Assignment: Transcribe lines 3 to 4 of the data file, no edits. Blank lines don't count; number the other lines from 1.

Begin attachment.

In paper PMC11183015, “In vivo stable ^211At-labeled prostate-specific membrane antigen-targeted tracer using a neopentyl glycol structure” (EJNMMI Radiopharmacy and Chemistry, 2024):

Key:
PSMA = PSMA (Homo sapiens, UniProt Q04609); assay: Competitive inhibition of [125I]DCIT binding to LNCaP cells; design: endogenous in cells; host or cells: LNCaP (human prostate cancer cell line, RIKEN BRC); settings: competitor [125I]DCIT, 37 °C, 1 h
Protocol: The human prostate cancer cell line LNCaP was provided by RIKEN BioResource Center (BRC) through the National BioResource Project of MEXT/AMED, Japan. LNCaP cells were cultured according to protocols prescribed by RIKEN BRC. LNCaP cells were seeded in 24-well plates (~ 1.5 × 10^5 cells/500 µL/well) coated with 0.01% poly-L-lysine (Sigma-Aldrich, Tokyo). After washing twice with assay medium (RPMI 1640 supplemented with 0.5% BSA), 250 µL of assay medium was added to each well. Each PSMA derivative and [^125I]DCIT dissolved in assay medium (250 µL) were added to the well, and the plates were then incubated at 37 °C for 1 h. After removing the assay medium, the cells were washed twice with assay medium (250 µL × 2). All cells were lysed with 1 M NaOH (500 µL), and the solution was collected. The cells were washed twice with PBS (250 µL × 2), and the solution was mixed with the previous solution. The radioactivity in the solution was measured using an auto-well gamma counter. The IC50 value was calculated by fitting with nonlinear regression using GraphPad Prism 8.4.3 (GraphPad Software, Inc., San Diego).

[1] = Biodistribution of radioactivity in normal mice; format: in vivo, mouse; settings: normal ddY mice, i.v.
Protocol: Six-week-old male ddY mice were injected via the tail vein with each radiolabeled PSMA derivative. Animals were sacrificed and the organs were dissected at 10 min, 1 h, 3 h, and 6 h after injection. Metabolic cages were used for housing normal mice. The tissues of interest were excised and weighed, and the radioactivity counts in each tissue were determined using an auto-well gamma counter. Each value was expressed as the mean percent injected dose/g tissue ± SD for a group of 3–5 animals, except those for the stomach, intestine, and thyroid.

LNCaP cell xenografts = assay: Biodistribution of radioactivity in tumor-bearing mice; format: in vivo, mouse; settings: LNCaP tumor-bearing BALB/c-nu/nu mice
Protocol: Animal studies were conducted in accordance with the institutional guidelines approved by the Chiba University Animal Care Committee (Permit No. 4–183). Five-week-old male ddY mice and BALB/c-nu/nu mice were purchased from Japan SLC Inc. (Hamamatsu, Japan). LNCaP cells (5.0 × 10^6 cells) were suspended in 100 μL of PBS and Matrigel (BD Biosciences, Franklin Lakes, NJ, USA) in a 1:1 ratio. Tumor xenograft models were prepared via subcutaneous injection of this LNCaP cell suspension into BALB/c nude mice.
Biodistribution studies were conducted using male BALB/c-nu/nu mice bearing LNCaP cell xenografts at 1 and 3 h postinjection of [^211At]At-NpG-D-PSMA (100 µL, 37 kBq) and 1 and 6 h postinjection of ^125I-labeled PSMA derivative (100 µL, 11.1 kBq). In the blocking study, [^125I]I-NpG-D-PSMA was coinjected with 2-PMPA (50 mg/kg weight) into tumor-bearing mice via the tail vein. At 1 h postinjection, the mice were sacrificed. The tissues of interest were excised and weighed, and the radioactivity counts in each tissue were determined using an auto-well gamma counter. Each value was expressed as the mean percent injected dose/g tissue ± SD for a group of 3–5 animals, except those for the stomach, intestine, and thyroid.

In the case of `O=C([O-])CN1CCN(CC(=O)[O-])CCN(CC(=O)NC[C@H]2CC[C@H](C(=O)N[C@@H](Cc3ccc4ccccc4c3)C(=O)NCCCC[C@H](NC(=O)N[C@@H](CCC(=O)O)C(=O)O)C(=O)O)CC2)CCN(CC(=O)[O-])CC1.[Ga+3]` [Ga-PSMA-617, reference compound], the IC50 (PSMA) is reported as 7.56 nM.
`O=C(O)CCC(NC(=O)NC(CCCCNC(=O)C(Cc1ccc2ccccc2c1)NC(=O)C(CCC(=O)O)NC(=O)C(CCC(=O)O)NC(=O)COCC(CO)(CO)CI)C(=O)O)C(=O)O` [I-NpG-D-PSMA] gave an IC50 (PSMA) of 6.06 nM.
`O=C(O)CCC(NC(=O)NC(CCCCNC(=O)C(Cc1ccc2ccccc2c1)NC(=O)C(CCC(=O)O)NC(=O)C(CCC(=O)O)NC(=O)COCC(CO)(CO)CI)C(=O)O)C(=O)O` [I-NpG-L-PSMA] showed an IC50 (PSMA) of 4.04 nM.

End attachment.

PSMA = PSMA (Homo sapiens, UniProt Q04609); assay: Competitive inhibition of [125I]DCIT binding to LNCaP cells; design: endogenous in cells; host or cells: LNCaP (human prostate cancer cell line, RIKEN BRC); settings: competitor [125I]DCIT, 37 °C, 1 h
Protocol: The human prostate cancer cell line LNCaP was provided by RIKEN BioResource Center (BRC) through the National BioResource Project of MEXT/AMED, Japan. LNCaP cells were cultured according to protocols prescribed by RIKEN BRC. LNCaP cells were seeded in 24-well plates (~ 1.5 × 10^5 cells/500 µL/well) coated with 0.01% poly-L-lysine (Sigma-Aldrich, Tokyo). After washing twice with assay medium (RPMI 1640 supplemented with 0.5% BSA), 250 µL of assay medium was added to each well. Each PSMA derivative and [^125I]DCIT dissolved in assay medium (250 µL) were added to the well, and the plates were then incubated at 37 °C for 1 h. After removing the assay medium, the cells were washed twice with assay medium (250 µL × 2). All cells were lysed with 1 M NaOH (500 µL), and the solution was collected. The cells were washed twice with PBS (250 µL × 2), and the solution was mixed with the previous solution. The radioactivity in the solution was measured using an auto-well gamma counter. The IC50 value was calculated by fitting with nonlinear regression using GraphPad Prism 8.4.3 (GraphPad Software, Inc., San Diego).